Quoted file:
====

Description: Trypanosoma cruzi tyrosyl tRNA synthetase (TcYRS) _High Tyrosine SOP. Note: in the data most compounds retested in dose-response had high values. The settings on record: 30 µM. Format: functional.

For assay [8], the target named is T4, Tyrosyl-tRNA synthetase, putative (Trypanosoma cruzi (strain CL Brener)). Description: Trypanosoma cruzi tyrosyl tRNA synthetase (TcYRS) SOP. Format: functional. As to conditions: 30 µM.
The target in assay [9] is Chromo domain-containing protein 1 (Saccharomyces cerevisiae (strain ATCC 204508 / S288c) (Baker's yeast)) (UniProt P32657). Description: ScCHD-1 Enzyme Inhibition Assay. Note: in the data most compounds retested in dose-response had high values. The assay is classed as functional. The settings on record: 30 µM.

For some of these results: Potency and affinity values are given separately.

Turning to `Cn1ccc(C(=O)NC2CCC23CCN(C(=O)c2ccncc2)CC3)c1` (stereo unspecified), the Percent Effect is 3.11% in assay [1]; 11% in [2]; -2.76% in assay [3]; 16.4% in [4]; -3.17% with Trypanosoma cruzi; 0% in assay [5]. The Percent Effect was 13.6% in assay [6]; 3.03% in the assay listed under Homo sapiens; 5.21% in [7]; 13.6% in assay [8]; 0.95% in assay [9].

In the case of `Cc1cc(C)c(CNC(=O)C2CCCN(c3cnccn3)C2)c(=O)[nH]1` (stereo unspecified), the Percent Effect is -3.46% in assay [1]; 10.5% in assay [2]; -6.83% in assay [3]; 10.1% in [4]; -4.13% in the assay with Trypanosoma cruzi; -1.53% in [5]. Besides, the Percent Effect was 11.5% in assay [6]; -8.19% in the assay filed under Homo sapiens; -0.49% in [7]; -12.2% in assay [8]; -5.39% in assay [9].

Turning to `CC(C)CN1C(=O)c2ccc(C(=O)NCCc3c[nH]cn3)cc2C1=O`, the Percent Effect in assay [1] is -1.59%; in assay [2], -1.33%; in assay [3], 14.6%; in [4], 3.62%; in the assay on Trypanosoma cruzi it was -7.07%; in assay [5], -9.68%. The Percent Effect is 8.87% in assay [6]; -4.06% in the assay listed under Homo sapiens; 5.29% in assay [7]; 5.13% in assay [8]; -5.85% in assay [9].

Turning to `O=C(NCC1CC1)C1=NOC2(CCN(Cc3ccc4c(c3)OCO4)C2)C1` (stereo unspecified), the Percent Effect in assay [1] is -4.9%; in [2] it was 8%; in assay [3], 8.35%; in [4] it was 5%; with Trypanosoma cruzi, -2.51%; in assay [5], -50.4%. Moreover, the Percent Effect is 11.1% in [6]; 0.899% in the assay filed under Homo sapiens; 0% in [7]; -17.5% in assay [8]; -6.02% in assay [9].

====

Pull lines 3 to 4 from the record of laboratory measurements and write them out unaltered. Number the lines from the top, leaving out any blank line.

The target in assay [9] is Chromo domain-containing protein 1 (Saccharomyces cerevisiae (strain ATCC 204508 / S288c) (Baker's yeast)) (UniProt P32657). Description: ScCHD-1 Enzyme Inhibition Assay. Note: in the data most compounds retested in dose-response had high values. The assay is classed as functional. The settings on record: 30 µM.

For some of these results: Potency and affinity values are given separately.